BREAKFAST AT MR. MANDELA’S HOME
Have you ever wonder what make people grow in greatness and influence. I have and here is a case study of the indisputable greatness black man that ever live, Nelson Mandela.
Background: Mr. Mandela invites Peter for a breakfast meeting. At Mr. Mandela’s home, Peter gets more than simply the breakfast he has gone for. He has a deep lesson on how to treat others. He learns that people matter as people before they have any titles.
When BP, the company I was working for, transferred me from Lusaka to Cape Town, I took time to talk with my new colleagues to learn what they were working on. One of the meetings I had was with a man called Peter. He was in charge of promoting the company’s social investment in South Africa. As we introduced ourselves, we somehow came to talk about Mr Mandela. Peter exclaimed, ‘I have to tell you about an experience I had with Madiba.’ His beaming face assured me that I was about to hear one of the greatest moments of his life.
This was his story. At Mandela’s request, BP started constructing a primary school in one of the high-density areas of the Eastern Cape. As the project got going, Peter received an invitation to meet Mr Mandela and brief him on the progress. ‘This was a breakfast meeting with Mr Mandela. I can assure you, the days before the appointment were long as I was anxious at the prospect of meeting and sharing a meal with Madiba. Finally, the big day came.’
On the day, Peter dressed his best and asked one of the company drivers, Dumi, to take him to Mr. Mandela’s home. To Peter’s amazement, his host was waiting for him in the car park. ‘I felt both extremely elated and humbled that Mr. Mandela was waiting outside for me. He warmly greeted the driver and me. He then gestured that we enter the house. However, in the traditional way of corporate behaviour and protocol, the driver retreated quietly and remained in the car. Mr Mandela invited me to the breakfast table.
Just before we started eating, my host seemed to miss something. He asked, “Peter, I thought there were two of you?” I responded, “No, sir. I came alone.” “What about the other gentleman?” he insisted, and I replied, “No, sir. That one is just a driver. He will wait in the car.” At that point Mr. Mandela stood up and went out to where the driver was. He introduced himself to the driver and asked him to join us for breakfast. Mr. Mandela then walked to the kitchen and said, “Dumi is joining us for breakfast. Can we have another plate, please?”’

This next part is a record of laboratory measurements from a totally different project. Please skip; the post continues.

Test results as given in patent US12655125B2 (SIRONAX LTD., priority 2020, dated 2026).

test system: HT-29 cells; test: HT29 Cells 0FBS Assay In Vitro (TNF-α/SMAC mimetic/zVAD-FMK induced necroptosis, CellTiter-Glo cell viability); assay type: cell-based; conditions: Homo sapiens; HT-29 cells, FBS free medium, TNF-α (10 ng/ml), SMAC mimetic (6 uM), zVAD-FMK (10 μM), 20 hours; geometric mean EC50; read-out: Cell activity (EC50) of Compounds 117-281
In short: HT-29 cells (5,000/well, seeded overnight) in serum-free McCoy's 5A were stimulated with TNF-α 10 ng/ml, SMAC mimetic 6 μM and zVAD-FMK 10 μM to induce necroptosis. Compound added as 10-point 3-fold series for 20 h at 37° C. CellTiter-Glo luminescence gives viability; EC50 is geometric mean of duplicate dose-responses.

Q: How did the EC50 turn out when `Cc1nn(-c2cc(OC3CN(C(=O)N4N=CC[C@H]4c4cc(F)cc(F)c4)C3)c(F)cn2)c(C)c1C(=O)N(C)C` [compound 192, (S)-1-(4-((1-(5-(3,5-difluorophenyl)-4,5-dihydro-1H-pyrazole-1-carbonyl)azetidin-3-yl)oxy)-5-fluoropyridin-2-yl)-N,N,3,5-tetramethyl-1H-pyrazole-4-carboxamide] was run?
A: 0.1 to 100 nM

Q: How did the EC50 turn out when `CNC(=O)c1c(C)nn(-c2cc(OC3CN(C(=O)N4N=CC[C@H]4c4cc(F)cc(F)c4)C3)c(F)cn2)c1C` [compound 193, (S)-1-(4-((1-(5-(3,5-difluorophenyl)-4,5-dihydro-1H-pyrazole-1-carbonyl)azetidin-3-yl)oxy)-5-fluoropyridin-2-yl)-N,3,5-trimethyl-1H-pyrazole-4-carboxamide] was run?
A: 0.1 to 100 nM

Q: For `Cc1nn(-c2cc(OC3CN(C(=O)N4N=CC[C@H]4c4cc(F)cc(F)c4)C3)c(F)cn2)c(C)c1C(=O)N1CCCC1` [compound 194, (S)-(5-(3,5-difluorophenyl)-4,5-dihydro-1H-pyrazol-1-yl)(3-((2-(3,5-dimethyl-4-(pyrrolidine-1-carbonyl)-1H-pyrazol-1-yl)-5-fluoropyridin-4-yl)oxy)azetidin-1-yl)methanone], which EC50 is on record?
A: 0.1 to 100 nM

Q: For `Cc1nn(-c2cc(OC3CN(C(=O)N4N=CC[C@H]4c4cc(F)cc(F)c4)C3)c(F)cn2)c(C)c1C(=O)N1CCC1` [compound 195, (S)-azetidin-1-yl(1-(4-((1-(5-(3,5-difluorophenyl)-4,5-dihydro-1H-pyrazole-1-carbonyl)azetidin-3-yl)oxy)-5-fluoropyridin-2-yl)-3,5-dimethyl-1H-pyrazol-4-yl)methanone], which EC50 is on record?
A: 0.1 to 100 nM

There was a long pause before Peter went on. ‘Then I realised what a blunder I had made. I could not look Mr. Mandela in the face. After we had had breakfast and I had briefed him on the progress of the school, Dumi and I bade him farewell. Dumi started the engine and we drove out of Mr. Mandela’s premises. As soon as the gates closed behind us, Dumi parked the car by the roadside, got out of the car and walked round to my door, knelt down, and said, “Peter, thank you very much for asking Mr. Mandela to come and invite me for breakfast. This is something I never expected could ever happen in my life. I simply do not know how to thank you enough for what you have done. I am sure…” I interrupted Dumi with a wave of my hand. “Oh, please don’t mention it! It was the least I could do. I am glad you enjoyed the occasion.”
When you see the personalities that lie behind these seemingly humble titles, the people in those jobs do not just feel appreciated, they discover and walk into whole new horizons of their lives.
Even as I said these words, I felt really stupid for lying and taking the credit I did not deserve. Even today, I regret this with a deep sense of shame. A few days later I called Dumi and told him the true story and offered my apology.’ I am not saying there should be no people who work as drivers, guards and servants. But when leaders learn to see the personalities that lie behind these seemingly humble titles, the people in those jobs do not just feel appreciated, they discover and walk into whole new horizons of their lives. They become great performers at what they do. They find personal fulfillment.
Culled from: Leading like Madiba, leadership lesson from Nelson Mandela by Martin Kalungu-Banda
- Everyone regardless of his or her background, status or affluence is important and should be treated as such.
- Humility is the foundation of greatness.
- Be care how you treat people, for what you do to others have a funny way of has funny way of coming to you.
If you can see any other lesson or aha moment, kindly share it in the comment box below.